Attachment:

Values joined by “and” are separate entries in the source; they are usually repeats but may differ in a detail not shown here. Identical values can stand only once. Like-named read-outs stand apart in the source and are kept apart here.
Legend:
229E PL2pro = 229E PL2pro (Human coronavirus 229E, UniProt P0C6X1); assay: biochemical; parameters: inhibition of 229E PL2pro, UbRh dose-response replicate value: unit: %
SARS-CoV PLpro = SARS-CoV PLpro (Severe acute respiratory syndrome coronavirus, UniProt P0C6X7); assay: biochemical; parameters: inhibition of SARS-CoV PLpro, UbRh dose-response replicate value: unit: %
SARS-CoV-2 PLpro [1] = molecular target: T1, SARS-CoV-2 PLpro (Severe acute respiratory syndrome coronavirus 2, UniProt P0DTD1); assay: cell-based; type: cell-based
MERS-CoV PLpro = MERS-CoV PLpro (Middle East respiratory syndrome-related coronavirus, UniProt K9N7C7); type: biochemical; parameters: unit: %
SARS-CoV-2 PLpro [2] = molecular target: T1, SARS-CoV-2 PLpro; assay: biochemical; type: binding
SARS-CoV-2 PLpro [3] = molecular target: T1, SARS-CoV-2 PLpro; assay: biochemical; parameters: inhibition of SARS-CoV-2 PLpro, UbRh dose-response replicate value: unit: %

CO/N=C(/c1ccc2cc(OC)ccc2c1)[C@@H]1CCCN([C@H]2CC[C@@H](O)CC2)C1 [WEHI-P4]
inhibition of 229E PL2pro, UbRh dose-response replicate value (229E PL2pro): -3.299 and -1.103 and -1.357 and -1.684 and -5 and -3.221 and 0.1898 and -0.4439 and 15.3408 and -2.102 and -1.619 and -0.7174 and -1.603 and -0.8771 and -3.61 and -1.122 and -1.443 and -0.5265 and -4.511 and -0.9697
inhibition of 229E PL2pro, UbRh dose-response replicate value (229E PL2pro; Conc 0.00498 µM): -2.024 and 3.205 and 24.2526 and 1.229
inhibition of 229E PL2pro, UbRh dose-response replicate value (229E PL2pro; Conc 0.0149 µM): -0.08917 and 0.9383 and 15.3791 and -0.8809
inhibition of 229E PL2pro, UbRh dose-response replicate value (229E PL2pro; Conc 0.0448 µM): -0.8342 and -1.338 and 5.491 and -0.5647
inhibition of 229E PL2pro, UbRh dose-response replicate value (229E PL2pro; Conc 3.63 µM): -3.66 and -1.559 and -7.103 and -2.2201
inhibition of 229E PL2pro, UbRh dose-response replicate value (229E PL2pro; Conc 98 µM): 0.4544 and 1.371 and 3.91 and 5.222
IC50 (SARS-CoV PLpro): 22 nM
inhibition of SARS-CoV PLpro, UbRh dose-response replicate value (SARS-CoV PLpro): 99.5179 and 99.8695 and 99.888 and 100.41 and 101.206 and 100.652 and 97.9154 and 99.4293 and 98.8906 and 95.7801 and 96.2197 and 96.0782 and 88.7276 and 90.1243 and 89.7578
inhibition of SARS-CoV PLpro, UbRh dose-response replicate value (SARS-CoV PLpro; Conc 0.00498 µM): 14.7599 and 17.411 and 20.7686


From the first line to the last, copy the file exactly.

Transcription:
Values joined by “and” are separate entries in the source; they are usually repeats but may differ in a detail not shown here. Identical values can stand only once. Like-named read-outs stand apart in the source and are kept apart here.
Legend:
229E PL2pro = 229E PL2pro (Human coronavirus 229E, UniProt P0C6X1); assay: biochemical; parameters: inhibition of 229E PL2pro, UbRh dose-response replicate value: unit: %
SARS-CoV PLpro = SARS-CoV PLpro (Severe acute respiratory syndrome coronavirus, UniProt P0C6X7); assay: biochemical; parameters: inhibition of SARS-CoV PLpro, UbRh dose-response replicate value: unit: %
SARS-CoV-2 PLpro [1] = molecular target: T1, SARS-CoV-2 PLpro (Severe acute respiratory syndrome coronavirus 2, UniProt P0DTD1); assay: cell-based; type: cell-based
MERS-CoV PLpro = MERS-CoV PLpro (Middle East respiratory syndrome-related coronavirus, UniProt K9N7C7); type: biochemical; parameters: unit: %
SARS-CoV-2 PLpro [2] = molecular target: T1, SARS-CoV-2 PLpro; assay: biochemical; type: binding
SARS-CoV-2 PLpro [3] = molecular target: T1, SARS-CoV-2 PLpro; assay: biochemical; parameters: inhibition of SARS-CoV-2 PLpro, UbRh dose-response replicate value: unit: %

CO/N=C(/c1ccc2cc(OC)ccc2c1)[C@@H]1CCCN([C@H]2CC[C@@H](O)CC2)C1 [WEHI-P4]
inhibition of 229E PL2pro, UbRh dose-response replicate value (229E PL2pro): -3.299 and -1.103 and -1.357 and -1.684 and -5 and -3.221 and 0.1898 and -0.4439 and 15.3408 and -2.102 and -1.619 and -0.7174 and -1.603 and -0.8771 and -3.61 and -1.122 and -1.443 and -0.5265 and -4.511 and -0.9697
inhibition of 229E PL2pro, UbRh dose-response replicate value (229E PL2pro; Conc 0.00498 µM): -2.024 and 3.205 and 24.2526 and 1.229
inhibition of 229E PL2pro, UbRh dose-response replicate value (229E PL2pro; Conc 0.0149 µM): -0.08917 and 0.9383 and 15.3791 and -0.8809
inhibition of 229E PL2pro, UbRh dose-response replicate value (229E PL2pro; Conc 0.0448 µM): -0.8342 and -1.338 and 5.491 and -0.5647
inhibition of 229E PL2pro, UbRh dose-response replicate value (229E PL2pro; Conc 3.63 µM): -3.66 and -1.559 and -7.103 and -2.2201
inhibition of 229E PL2pro, UbRh dose-response replicate value (229E PL2pro; Conc 98 µM): 0.4544 and 1.371 and 3.91 and 5.222
IC50 (SARS-CoV PLpro): 22 nM
inhibition of SARS-CoV PLpro, UbRh dose-response replicate value (SARS-CoV PLpro): 99.5179 and 99.8695 and 99.888 and 100.41 and 101.206 and 100.652 and 97.9154 and 99.4293 and 98.8906 and 95.7801 and 96.2197 and 96.0782 and 88.7276 and 90.1243 and 89.7578
inhibition of SARS-CoV PLpro, UbRh dose-response replicate value (SARS-CoV PLpro; Conc 0.00498 µM): 14.7599 and 17.411 and 20.7686